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Saturday, October 13, 2012

Spotlight on FCAA Members: Amanda Dunlap

Below is Amanda Dunlap's recent interview for OCWTP's Common Ground Publication:

Meet Foster Care Alumni Trainer Amanda Dunlap 
   
Amanda is a licensed social worker with a bachelor's degree in Social  Work from The Ohio State University. She was adopted from the foster care system, and has actively advocated locally and nationally for systemic changes for over  five years. She enjoys sharing her experiences from foster care and adoption in training with staff and caregivers to influence change in child welfare practices.

OCWTP asked Amanda to share her ideas for foster care reform: 

What is one of your specific advocacy areas related to foster care?

"Something that I think is important to focus on is lifelong connections.  Youth need positive role models who can be in their life while in care and continue the relationship when they age out."

 Can you give some examples of why this area needs reform?

"Many youth today age out of the system without the resources they need to help them succeed. Vital to their success is a connection to someone after care they can trust and can go to for help. This is why it is critical for workers and caregivers to realize the importance of allowing youth the opportunity to make these connections while in care."

What about this issue do you want caseworkers/foster parents/adoptive parents to know?

"I want people to know that it can be hard for youth to age out and feel like they have no one or no support. While they are in your care they can start to build these relationships with the people around them. Naturally occuring opportunities to develop relationships present themselves at places like church or work, so it is important to give youth these experiences.   You never know who can turnout to be a lifelong connection - maybe a coach, employer, member of the church, or older sibling.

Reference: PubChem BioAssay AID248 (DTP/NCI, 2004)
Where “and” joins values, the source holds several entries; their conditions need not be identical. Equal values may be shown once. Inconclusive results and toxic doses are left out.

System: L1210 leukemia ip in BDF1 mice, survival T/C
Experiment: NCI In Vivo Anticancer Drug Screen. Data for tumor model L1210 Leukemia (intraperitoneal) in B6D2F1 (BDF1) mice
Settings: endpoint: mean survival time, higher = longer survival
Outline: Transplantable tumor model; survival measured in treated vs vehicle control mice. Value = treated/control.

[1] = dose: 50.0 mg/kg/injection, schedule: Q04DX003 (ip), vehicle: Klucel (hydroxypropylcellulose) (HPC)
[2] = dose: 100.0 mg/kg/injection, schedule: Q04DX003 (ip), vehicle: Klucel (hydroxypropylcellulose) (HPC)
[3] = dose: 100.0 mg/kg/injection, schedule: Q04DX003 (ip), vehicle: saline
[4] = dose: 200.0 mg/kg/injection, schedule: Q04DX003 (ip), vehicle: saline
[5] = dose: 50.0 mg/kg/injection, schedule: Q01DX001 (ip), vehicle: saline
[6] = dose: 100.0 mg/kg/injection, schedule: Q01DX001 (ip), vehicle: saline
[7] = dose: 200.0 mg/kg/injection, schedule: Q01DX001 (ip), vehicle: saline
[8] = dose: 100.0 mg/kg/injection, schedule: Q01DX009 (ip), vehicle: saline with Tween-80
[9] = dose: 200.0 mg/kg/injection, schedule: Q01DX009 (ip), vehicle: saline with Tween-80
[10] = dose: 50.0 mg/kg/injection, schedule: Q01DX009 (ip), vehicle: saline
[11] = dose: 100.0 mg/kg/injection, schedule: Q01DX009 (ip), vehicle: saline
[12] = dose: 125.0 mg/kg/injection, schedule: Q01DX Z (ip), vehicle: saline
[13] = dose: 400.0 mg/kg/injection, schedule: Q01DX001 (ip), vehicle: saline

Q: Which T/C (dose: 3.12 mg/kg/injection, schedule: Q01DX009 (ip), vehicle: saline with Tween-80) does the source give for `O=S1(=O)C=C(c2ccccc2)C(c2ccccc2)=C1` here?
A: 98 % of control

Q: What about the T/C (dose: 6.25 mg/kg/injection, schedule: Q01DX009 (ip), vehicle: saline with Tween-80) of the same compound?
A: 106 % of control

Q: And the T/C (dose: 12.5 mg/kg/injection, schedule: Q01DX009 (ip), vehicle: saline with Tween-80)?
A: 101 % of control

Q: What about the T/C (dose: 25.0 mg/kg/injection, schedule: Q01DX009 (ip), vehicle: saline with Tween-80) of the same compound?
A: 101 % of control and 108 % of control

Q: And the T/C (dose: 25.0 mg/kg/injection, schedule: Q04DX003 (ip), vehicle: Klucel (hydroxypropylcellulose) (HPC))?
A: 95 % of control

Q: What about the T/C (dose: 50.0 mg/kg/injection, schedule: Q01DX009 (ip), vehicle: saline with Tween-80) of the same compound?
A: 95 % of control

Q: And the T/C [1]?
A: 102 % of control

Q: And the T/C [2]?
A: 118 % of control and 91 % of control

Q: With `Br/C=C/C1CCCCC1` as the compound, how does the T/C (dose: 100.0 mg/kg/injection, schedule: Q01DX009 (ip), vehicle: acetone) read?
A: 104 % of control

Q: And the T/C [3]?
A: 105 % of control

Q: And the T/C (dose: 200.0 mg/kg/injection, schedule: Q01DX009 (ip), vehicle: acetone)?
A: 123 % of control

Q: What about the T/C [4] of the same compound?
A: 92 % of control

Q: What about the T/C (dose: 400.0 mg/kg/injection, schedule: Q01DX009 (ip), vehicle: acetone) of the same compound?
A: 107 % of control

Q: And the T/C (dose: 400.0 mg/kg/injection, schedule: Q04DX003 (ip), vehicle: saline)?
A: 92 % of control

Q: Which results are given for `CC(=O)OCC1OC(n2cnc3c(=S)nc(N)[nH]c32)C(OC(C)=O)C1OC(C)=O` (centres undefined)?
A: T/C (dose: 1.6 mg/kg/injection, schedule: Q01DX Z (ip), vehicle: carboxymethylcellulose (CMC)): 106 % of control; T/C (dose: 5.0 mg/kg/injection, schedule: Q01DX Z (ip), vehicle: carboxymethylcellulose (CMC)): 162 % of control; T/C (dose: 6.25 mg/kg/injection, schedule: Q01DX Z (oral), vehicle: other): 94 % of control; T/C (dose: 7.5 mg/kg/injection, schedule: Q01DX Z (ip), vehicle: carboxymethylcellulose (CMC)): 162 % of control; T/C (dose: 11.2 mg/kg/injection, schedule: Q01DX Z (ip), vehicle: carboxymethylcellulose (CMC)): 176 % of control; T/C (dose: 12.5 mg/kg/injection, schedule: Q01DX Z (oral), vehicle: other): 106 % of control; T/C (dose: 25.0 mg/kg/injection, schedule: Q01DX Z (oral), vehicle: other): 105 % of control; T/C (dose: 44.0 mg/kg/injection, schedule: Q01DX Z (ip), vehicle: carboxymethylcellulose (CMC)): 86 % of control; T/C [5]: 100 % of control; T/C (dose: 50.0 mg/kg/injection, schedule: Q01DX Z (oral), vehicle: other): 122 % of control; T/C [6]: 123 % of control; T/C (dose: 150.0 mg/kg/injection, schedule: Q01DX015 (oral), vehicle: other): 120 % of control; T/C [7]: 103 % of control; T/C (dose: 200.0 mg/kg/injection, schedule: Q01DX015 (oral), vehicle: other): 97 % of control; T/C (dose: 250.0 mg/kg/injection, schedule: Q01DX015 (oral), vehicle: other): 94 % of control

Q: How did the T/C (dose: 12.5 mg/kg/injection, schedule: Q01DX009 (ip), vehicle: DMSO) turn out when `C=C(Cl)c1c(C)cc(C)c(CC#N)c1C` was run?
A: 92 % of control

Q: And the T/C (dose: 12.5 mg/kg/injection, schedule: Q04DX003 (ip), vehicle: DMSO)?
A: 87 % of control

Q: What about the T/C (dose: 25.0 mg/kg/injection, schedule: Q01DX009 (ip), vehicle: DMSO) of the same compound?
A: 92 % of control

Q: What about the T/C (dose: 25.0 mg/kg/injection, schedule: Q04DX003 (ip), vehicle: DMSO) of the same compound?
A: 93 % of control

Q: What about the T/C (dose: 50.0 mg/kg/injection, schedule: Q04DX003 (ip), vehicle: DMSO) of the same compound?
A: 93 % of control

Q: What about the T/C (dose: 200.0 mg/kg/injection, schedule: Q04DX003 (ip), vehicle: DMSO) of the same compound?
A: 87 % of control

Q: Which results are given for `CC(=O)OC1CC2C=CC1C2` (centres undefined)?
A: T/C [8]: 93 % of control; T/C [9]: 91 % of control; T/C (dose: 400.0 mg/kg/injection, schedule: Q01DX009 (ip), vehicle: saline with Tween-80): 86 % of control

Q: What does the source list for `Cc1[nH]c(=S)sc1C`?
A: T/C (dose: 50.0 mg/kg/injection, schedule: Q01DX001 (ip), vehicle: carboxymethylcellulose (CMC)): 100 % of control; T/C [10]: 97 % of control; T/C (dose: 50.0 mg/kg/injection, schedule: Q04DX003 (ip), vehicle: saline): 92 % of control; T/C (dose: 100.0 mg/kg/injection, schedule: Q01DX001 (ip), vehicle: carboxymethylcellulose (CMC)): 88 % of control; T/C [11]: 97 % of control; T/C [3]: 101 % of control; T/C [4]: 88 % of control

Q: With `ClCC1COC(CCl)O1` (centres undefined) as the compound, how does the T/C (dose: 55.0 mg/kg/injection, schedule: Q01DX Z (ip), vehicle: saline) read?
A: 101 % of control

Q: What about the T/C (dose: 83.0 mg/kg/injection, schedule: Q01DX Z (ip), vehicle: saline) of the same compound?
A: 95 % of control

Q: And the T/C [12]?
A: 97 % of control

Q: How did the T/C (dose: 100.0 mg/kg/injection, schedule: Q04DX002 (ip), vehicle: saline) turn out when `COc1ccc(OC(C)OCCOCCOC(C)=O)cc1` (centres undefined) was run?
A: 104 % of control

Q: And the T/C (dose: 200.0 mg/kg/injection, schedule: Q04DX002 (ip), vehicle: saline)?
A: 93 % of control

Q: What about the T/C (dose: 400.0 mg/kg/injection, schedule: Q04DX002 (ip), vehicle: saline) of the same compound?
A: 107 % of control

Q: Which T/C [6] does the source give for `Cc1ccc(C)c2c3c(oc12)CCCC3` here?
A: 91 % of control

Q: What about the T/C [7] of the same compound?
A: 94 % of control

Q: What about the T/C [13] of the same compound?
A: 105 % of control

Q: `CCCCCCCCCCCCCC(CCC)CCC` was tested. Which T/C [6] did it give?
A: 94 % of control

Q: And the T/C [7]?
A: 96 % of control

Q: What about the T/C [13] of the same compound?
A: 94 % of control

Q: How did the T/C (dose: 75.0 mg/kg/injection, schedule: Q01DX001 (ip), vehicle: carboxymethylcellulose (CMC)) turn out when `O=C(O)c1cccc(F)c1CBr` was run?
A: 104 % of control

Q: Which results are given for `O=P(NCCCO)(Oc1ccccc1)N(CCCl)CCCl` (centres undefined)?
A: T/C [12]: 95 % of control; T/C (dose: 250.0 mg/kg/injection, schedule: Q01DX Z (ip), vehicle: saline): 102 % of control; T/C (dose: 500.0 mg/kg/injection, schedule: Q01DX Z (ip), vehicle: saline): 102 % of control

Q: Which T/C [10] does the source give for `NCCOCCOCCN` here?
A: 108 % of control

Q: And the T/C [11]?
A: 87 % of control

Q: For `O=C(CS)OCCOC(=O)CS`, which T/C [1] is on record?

I had a supportive adult in my life who helped me out with applying to college. The process was long and scary and I was unsure of what to do. With the help of this person, I was able to get enrolled in college and find local scholarships to help me out financially. I owe so much to this person because without them I am not sure I would be where I am today."

Do you have any creative ideas regarding how this information might be shared in a workshop setting?

"Yes, through an activity.  The trainer could have trainees draw a picture/outline of three people they had a good relationship with during the ages of 14-19. Inside the picture of the bodies, have them list one important memory or lesson they shared with that person. Organize the participants in pairs, then, have them share their responses with one another. Each person then takes scissors and cuts one person out of their partner's picture and says 'unfortunately you were not given the opportunity to make a lifelong connection with that person and therefore did not get to learn that lesson or have that memory.' This is a very dramatic visual and reminder to trainees that these individuals can have a very big impact on a youth's life."

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